‘The Best of It: New and Selected Poems’ by Kay Ryan

Book review: ‘The Best of It: New and Selected Poems’ by Kay Ryan

The Best of It

New and Selected Poems

Kay Ryan

Grove: 270 pp., $24

Contemporary poetry is a bit like visual art. Much of it makes you grab your chin and nod in stumped appreciation — but you wouldn’t want to live with it. Kay Ryan’s work, however, hangs well no matter where it goes. Clouds, calendars, time, birds, jackrabbits. Everything her eye falls upon takes on a brisk, beautifully complete clarity. Her tidy lines disguise an enormous intelligence and tonal warmth: a ferocious capacity for finding the essence of things.

“The Best of It: New and Selected Poems” reveals that right before our eyes Ryan has become a classic American poet. This should hardly be a surprise; she has served as U.S. poet laureate these last two years. But even though she is often compared to Robert Frost, and for good reason, her work here is a revelation. Beginning with new poems, “The Best of It” is the work of a pastoral poet, comfortable with her own counsel but keenly aware of the cost of self-sufficiency. “No unguent / can sooth / the chap of / abandonment,” she writes in “Polish and Balm,” a poem about the mystery of a dead woman’s objects. “Who knew / the polish / and balm in / a person’s / simple passage / among her things.”

Few American poets have used the thin line so well, to such mournful effect. James Schuyler’s poems concealed within their narrow aperture a lyricist’s longing heart; more recently, Lawrence Joseph has found a way to meld the aesthetic rigor of Schuyler with the intellectual spaciousness of Wallace Stevens. Here, we are in different territory altogether. Turning each corner of a Ryan poem, the eye drops to the next solid, well-planked surface, as she guides us closer to the point where collapsing complications are swiftly subverted. The last lines of “Shift” perform this inversion with brutal efficiency.

It’s hard for us

to imagine how small

a part we play in

holding up the tall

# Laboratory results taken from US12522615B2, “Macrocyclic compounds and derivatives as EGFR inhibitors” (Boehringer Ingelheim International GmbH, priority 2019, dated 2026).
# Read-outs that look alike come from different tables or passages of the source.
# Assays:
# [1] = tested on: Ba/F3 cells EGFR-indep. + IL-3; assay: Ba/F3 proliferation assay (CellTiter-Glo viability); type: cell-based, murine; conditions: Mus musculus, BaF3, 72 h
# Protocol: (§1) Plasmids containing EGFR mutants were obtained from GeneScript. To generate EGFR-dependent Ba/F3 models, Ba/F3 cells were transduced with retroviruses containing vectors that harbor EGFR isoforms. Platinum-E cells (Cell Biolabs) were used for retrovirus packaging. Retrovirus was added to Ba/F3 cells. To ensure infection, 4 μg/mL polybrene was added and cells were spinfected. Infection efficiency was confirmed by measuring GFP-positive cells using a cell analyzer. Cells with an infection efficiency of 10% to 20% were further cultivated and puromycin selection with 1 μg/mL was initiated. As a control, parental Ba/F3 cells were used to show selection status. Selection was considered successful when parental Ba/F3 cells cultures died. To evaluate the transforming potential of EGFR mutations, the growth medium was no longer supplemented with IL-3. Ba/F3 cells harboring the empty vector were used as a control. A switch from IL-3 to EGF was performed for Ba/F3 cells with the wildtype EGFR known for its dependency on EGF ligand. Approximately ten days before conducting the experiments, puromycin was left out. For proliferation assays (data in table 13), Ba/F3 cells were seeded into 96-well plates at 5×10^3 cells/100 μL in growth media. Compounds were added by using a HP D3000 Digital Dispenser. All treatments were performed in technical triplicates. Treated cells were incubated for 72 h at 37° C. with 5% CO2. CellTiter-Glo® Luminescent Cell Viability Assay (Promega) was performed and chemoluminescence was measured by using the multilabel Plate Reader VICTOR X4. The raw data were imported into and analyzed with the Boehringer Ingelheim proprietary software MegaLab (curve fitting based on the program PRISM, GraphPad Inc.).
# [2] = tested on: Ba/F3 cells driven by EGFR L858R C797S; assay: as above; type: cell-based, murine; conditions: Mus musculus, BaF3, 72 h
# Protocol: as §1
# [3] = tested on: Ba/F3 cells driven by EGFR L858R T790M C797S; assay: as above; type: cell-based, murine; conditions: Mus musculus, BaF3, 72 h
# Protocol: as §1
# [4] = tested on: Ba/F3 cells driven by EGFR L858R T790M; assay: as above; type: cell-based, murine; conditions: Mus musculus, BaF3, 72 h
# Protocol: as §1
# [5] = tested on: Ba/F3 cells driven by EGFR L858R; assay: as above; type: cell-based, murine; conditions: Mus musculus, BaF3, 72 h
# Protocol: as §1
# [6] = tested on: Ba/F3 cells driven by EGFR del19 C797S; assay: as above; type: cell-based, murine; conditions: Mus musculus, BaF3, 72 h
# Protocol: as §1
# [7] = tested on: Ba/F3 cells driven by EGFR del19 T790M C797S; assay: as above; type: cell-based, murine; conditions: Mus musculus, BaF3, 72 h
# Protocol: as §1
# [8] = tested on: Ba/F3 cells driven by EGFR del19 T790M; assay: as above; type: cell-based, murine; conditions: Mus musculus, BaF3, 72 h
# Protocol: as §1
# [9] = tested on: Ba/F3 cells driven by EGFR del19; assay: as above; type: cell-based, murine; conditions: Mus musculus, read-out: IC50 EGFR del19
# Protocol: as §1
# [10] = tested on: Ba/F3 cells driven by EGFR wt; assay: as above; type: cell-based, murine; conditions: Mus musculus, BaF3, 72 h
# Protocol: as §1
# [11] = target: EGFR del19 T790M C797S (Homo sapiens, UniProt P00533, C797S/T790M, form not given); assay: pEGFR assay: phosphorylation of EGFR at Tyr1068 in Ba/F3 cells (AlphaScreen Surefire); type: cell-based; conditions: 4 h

spires we believe

our minds erect.

Then North shifts,

buildings shear

and we suspect.

Poems like this, with their unfussy symmetries and patient alliterations, give the lie to all the bloodless revolutions that have occurred in American poetry in recent years. Theories are often mere fancy-dancing. To matter, you need to have something to say, wisdom, a point of view. That’s an uncomfortable idea in many circles, especially as poetry is so often mistaken for high-priced aphorism, a simplifying wedge. True wisdom, though, never simplifies but rather sees complexity with an unsettling clarity. This is why, when we describe poems by Frost or Dickinson, we reach for the word “eerie”: They don’t leave us anywhere to hide.

One of the great reliefs of Ryan’s work is that she brings us to this point of disturbing clarity without telling too much about, well, herself. There are many poets whose intense intimacy and investigation of the self is their strength — Sharon Olds, Mark Doty, C.K. Williams, D.A. Powell — but Ryan’s steely privacy is rare. She gives us access to a different sort of intimacy, an intimacy of the mind. We watch her puzzle and torque; gain purchase on an idea and then let it go with the athletic elegance of Zen thinking. In “Emptiness,” she packs centuries of thinking about the American West into eight brief lines.

Emptiness cannot be

compressed. Nor can it

fight abuse. Nor is there

an endless West hosting

elk, antelope, and the

tough cayuse. This is

true also of the mind:

It can get used.

Each line sets up the next, which arrives with a pleasing sense of inevitability because of the repeating internal rhyme (compressed / abuse / endless). As in so much of her work, Ryan keeps it simple. We are not caught off-guard or dazzled by where she has taken us. Plainspoken and clear-eyed, she tells us something we didn’t know we knew until we get there (“It can get used”). And all this in eight lines. Few poets know how to compress thought so elegantly, while simultaneously keeping their lines so seemingly loose and vernacular.

“The Best of It,” like so many selected collections, does not contain a shadow autobiography. In fact, Ryan is so sure-handed that the book is consistently good, her preoccupations reassuringly perpetual. She loves to study the fallacies of the mind, to watch the eye make mistakes, to pay tribute to the spooky mystery of nature’s whole bestiary, from zebras to serpents to osprey, to atomize any kind of transformation into its purest elements.

Spending time with this book can alter the mind. The brevity and sobriety within Ryan’s lines have a contagious skepticism to them, leaving us to emerge from her poems feeling not cleansed but quieted. That intense slowing is poetry’s great purpose, how it gets us to see. We slow down enough to learn a new language; we learn, all over again, how to see everything from the passage of days to the blur of a hailstorm, which Ryan describes as “A maelstrom / of ferocious little / fists and punches, / so hard to believe / once it’s past.” Eventually, this too shall pass, “The Best of It” reminds us, like everything.

Freeman is the editor of Granta magazine.